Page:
Despite this grim news, there is no evidence to support claims that the U.S. is on the verge of experiencing anything close to the level of brutal violence that has hit Mexico. For one thing, if Mexican drug trafficking organizations were to conduct major acts of violence on U.S. soil, it would likely provoke thorough federal investigations. In addition to endangering the organization's use of its trafficking routes, it would provide local lawmakers with the domestic excuse they need for a crackdown on the Mexican groups. Because the U.S. court system has proven itself to be more effective at incarceration than its Mexican counterpart, such violence would almost certainly be bad for business.

share icon icon icon

Was this content helpful?

We want to sustain Latin America’s largest organized crime database, but in order to do so, we need resources.

DONATE

What are your thoughts? Click here to send InSight Crime your comments.

We encourage readers to copy and distribute our work for non-commercial purposes, with attribution to InSight Crime in the byline and links to the original at both the top and bottom of the article. Check the Creative Commons website for more details of how to share our work, and please send us an email if you use an article.

Was this content helpful?

We want to sustain Latin America’s largest organized crime database, but in order to do so, we need resources.

DONATE

Related Content

SINALOA CARTEL / 26 JUL 2011

A new series of reports in the Los Angeles Times offers a picture of the sophisticated transport and smuggling network…

HOMICIDES / 2 JAN 2019

It has been years since Laura stopped counting the dead. “We just let them pass through now,” she said. Each…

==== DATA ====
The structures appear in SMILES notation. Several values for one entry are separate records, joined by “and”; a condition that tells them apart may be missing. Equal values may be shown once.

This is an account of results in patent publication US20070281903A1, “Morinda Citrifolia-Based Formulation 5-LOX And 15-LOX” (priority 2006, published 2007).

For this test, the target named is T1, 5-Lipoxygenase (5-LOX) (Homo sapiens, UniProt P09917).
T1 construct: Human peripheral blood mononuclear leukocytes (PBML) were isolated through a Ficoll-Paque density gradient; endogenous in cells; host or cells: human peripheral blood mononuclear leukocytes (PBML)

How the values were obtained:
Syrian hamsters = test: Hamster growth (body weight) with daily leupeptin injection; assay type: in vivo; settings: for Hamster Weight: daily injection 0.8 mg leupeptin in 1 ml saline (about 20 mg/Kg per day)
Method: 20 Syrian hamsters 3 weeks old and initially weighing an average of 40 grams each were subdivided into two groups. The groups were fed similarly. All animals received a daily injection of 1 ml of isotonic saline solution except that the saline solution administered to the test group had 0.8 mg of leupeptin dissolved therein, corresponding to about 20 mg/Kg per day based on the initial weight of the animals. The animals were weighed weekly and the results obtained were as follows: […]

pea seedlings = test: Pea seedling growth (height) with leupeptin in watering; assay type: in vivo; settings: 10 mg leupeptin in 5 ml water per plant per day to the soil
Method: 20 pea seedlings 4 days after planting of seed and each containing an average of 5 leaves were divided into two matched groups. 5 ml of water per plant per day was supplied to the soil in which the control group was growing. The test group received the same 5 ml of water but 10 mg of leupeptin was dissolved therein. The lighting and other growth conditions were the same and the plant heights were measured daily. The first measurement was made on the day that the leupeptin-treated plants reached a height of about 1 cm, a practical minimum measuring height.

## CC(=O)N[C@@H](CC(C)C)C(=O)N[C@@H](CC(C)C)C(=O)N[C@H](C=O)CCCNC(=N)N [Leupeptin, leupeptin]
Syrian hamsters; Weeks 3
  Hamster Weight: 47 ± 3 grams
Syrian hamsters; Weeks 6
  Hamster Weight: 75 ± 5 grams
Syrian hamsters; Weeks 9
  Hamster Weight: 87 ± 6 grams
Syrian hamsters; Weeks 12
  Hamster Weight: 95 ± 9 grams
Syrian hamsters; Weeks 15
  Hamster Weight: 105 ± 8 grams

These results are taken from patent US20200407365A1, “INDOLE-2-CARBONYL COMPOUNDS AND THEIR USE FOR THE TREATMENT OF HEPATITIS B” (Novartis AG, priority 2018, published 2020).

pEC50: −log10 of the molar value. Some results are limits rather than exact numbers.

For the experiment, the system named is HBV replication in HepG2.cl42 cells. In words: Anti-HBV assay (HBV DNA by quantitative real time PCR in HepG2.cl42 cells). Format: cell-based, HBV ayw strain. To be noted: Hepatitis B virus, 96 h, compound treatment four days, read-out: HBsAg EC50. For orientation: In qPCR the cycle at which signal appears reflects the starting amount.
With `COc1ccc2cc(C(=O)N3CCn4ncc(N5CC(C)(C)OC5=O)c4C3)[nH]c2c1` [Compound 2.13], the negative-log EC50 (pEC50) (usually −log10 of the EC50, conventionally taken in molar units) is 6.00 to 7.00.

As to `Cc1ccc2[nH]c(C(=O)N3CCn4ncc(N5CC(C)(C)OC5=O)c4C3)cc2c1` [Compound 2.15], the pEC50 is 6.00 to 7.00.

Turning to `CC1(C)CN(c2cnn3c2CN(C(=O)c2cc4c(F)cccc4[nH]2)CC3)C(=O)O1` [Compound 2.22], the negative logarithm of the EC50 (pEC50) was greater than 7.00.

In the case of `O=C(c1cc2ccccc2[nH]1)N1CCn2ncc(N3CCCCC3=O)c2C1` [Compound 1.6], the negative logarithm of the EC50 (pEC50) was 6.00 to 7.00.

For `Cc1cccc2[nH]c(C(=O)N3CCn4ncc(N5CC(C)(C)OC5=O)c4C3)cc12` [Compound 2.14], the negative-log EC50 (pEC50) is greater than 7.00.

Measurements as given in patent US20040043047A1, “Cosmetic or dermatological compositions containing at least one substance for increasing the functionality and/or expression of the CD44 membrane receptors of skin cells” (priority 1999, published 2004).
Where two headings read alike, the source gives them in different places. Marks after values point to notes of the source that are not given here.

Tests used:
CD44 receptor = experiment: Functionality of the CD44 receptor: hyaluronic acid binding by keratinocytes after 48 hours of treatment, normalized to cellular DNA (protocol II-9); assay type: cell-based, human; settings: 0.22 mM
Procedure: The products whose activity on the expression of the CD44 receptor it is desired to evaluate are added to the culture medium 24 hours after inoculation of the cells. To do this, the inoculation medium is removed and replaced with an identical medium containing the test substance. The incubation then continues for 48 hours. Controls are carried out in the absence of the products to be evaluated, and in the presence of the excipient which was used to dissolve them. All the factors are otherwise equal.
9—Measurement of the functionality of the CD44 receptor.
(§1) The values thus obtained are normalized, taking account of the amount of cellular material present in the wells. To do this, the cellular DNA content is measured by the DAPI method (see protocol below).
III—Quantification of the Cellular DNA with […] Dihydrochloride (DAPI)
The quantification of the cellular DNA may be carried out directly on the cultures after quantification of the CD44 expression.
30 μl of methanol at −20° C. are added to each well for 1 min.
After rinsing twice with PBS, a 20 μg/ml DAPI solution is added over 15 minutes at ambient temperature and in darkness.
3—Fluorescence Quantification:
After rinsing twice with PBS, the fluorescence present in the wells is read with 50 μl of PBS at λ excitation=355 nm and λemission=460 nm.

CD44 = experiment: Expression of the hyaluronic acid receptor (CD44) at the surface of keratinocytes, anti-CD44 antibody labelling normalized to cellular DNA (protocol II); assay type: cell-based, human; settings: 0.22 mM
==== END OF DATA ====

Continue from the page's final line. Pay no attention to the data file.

EL SALVADOR / 14 JAN 2016

InSight Crime examines how countries in Latin America and the Caribbean fared during the past year combating violence in our…

About InSight Crime

THE ORGANIZATION

Venezuela Drug Trafficking Investigation and InDepth Gender Coverage

29 APR 2022

On May 4, InSight Crime will be publishing The Cocaine Revolution in Venezuela, a groundbreaking investigation into how the Venezuelan government regulates the cocaine trade in the country. An accompanying event,…

THE ORGANIZATION

InDepth Coverage of Juan Orlando Hernández

22 APR 2022

Ever since Juan Orlando Hernández was elected president of Honduras in 2014, InSight Crime has provided coverage of every twist and turn during his rollercoaster time in office, amid growing…

THE ORGANIZATION

Venezuela's Cocaine Revolution

15 APR 2022

On May 4th, InSight Crime will publish a groundbreaking investigation on drug trafficking in Venezuela. A product of three years of field research across the country, the study uncovers cocaine production in…

LA ORGANIZACIÓN

Widespread Coverage of InSight Crime MS13 Investigation

8 APR 2022

In a joint investigation with La Prensa Gráfica, InSight Crime recently revealed that four of the MS13’s foremost leaders had been quietly released from…

THE ORGANIZATION

Informing US State Department and European Union

1 APR 2022

InSight Crime Co-director McDermott briefed the US State Department and other international players on the presence of Colombian guerrillas in Venezuela and the implication this has for both nations.  McDermott…